by Nicola Patrick, Research Support Librarian
We thought we’d make you aware that we now have IP access to PLC. You can access this database in the normal way via the LawBod’s legal databases page:
For those of you who haven’t come across PLC before, I’ve created a short Q&A crib sheet below, which should hopefully get you up and running.
- What is it?
PLC stands for Practical Law Company, more commonly referred to as ‘Practical Law’. It is a database commonly used in law firms and is aimed at the practising lawyer.
- So why do we have it?
Well, we think there are parts of the database that could be very useful to our readers, regardless of their level of study. For example, the practice notes provide explanations of law and practice on various legal topics.
- Who owns it?
Thomson Reuters, so the same people that own Westlaw UK – hence the expectation of seamless linking from PLC to Westlaw.
- How do you envisage we use it?
Different users will utilise it in different ways. Those preparing for moots may find it a useful resource for their research. Equally if you are new to an area of law this could be a good starting place, as it will direct you to the main legislation and case law. Researchers may wish to subscribe to legal updates in their particular area and perhaps make use of the more detailed analysis provided in some of the notes or utilise the ‘ask a question’ feature. All users will find it useful that the journal PLC is fully searchable on this database. Those going on law firm vacation placements, or moving into practice, may also find it useful to explore the other features closely related to practice such as ‘standard forms’.
- Is it up to date?
The currency of the information is always clearly indicated. If the status is given as ‘maintained’ you can rest assured that the information is being continually updated. If it isn’t ‘maintained’ then a date is usually given, clearly indicating when it was last updated.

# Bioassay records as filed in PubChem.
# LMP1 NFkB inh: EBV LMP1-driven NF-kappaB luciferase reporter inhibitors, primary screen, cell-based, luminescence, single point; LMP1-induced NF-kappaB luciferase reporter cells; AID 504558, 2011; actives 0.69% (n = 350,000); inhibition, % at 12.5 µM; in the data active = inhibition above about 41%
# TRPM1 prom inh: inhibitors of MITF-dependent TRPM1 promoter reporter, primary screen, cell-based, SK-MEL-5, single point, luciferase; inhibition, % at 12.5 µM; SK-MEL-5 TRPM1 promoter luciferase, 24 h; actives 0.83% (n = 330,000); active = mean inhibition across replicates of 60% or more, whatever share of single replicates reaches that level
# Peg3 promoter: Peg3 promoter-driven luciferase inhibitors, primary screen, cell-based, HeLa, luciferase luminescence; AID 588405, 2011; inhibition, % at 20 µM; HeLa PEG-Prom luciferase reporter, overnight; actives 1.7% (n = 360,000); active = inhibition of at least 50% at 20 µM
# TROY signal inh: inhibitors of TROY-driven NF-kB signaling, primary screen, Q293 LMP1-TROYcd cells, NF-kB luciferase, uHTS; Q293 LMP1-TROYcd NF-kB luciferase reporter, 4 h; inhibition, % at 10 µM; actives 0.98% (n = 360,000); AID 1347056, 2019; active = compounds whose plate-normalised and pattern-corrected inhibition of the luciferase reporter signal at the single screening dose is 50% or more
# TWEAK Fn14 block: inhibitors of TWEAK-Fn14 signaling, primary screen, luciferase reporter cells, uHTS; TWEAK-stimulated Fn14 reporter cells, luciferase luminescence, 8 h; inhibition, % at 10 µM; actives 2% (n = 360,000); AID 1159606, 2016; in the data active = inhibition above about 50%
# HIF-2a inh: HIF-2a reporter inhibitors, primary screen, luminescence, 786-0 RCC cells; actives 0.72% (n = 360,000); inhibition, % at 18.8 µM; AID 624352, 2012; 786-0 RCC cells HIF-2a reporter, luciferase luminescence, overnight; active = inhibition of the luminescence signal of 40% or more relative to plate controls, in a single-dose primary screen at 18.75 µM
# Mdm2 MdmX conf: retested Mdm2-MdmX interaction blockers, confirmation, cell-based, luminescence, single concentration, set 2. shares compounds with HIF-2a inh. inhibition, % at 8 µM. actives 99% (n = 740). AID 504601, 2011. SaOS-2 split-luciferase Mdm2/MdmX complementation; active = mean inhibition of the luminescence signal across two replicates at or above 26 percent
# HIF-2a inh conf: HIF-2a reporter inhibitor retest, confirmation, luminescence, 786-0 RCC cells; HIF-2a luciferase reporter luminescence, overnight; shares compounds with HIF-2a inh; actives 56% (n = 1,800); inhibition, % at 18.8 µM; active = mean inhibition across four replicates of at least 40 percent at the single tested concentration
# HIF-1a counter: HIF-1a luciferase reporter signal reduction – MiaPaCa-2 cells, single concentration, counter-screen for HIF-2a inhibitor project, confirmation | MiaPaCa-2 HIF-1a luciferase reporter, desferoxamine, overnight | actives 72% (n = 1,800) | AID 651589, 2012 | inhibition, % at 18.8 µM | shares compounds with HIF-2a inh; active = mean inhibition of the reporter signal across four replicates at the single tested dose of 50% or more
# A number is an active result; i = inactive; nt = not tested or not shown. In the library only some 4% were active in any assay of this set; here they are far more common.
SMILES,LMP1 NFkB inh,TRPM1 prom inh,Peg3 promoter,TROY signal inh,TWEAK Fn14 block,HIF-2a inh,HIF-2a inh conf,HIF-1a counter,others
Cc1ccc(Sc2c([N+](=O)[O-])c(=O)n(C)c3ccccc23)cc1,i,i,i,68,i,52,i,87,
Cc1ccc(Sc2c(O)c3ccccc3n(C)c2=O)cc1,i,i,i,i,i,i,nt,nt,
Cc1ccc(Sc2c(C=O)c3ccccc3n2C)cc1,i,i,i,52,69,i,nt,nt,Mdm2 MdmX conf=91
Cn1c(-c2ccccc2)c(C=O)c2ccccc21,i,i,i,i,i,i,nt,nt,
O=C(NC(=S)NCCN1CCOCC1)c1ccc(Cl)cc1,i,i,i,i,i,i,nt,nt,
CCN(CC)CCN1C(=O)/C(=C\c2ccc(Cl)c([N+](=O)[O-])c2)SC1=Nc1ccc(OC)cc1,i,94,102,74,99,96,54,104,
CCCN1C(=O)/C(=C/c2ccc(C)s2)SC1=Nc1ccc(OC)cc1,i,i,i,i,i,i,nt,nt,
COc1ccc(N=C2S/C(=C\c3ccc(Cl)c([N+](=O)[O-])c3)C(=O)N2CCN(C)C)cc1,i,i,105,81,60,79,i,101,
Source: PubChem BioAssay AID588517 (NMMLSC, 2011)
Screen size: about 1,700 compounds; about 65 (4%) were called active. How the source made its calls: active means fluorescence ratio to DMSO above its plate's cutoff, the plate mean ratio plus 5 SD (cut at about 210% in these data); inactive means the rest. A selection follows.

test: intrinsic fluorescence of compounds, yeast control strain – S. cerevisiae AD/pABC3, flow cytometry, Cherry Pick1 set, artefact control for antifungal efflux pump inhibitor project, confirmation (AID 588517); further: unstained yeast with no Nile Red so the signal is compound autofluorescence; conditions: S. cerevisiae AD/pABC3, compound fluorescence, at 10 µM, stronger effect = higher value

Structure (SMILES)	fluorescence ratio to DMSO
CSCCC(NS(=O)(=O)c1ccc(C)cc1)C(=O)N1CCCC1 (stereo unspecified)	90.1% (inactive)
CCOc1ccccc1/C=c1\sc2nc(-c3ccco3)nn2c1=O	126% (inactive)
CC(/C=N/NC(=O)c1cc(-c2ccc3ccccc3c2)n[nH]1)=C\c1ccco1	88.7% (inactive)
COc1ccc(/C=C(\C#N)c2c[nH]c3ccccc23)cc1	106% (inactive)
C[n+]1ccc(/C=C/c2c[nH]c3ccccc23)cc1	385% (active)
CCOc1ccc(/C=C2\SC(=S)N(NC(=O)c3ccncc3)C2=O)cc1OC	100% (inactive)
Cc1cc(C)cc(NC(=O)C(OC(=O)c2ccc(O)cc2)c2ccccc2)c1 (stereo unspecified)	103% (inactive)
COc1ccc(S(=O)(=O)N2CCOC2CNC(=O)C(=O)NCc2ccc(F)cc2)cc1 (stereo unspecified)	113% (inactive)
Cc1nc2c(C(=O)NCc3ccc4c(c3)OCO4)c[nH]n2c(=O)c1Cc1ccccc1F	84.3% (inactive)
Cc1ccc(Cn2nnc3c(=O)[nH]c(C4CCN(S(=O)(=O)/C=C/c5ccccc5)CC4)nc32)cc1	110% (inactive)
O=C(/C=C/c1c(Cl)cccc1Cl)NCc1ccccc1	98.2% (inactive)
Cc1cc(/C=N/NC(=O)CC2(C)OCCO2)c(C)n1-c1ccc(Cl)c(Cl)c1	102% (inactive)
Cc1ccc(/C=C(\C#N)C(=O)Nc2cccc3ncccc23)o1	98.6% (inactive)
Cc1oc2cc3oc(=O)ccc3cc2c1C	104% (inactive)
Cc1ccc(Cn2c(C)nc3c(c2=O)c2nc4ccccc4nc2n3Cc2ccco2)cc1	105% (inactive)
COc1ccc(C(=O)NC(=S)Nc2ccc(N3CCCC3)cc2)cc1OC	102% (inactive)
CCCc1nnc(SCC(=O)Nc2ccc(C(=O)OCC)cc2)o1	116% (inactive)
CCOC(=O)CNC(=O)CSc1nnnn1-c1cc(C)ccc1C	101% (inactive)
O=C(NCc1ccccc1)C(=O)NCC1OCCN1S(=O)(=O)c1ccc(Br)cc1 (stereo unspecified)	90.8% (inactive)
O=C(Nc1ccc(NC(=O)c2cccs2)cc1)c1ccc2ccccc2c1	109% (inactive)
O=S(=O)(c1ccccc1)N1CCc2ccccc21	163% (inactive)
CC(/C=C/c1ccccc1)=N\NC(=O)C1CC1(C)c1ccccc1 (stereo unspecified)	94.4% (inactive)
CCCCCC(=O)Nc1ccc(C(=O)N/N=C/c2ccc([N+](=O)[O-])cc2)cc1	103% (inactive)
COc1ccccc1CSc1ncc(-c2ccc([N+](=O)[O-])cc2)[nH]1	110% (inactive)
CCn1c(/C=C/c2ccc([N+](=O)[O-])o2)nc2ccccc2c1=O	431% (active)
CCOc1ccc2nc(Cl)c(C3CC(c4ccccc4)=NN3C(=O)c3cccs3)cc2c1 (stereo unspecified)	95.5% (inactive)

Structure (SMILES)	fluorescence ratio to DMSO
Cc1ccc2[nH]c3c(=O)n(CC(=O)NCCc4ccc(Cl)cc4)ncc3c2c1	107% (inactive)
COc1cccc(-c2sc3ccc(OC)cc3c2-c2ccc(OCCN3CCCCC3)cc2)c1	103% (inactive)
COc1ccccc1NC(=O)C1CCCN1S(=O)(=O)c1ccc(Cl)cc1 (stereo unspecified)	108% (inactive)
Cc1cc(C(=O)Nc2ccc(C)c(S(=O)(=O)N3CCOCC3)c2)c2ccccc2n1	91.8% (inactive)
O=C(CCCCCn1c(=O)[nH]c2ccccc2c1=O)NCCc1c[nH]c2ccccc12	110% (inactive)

- How comprehensive is it?
Well, if you mean does it cover the whole of UK Law, then the honest answer is ‘no’. This is the list of broad practice areas that PLC covers:
- What exactly do we have access to?
All the practice notes, standard forms, checklists, glossary etc. that comes under the UK practice areas that PLC covers. Also we can access ‘legal updates’ and PLC magazine. We don’t have access to ‘books’ which you will see under ‘resources’. (You will have access via one of our other databases or in hard copy in the Lawbod so it isn’t necessary to duplicate this resource here.) Also we can access information on various legal topics for other countries through the ‘countries’ tab.
- Is it just UK?
Yes and no! We have subscribed to UK PLC, therefore the buttons that say US/Canada at the top right of the site are largely defunct for our purposes. You can click on them and receive limited information but when you try and drill down into anything meaningful you are met with the message ‘you don’t subscribe to this’! Please note we have vast numbers of other country specific databases – for more information see our LibGuides on ‘jurisdictions’ –